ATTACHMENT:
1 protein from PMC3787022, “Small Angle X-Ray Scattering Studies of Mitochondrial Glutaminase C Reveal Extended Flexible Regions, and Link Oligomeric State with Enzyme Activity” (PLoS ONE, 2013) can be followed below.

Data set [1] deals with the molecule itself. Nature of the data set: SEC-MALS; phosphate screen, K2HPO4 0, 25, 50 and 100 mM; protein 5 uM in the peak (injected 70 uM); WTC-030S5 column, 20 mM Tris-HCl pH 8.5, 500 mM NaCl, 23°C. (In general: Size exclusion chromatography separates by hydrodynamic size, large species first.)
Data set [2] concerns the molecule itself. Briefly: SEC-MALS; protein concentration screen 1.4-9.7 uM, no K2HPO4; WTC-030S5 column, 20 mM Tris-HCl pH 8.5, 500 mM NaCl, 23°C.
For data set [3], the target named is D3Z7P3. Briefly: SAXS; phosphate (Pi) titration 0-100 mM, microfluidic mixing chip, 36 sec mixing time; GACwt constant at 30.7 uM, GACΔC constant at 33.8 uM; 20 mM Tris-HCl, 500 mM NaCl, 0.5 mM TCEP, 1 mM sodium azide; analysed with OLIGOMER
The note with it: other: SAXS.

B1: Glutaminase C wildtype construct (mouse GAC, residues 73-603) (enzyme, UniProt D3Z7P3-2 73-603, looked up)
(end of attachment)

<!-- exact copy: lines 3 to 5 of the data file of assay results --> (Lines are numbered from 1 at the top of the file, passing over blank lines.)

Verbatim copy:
Data set [2] concerns the molecule itself. Briefly: SEC-MALS; protein concentration screen 1.4-9.7 uM, no K2HPO4; WTC-030S5 column, 20 mM Tris-HCl pH 8.5, 500 mM NaCl, 23°C.
For data set [3], the target named is D3Z7P3. Briefly: SAXS; phosphate (Pi) titration 0-100 mM, microfluidic mixing chip, 36 sec mixing time; GACwt constant at 30.7 uM, GACΔC constant at 33.8 uM; 20 mM Tris-HCl, 500 mM NaCl, 0.5 mM TCEP, 1 mM sodium azide; analysed with OLIGOMER
The note with it: other: SAXS.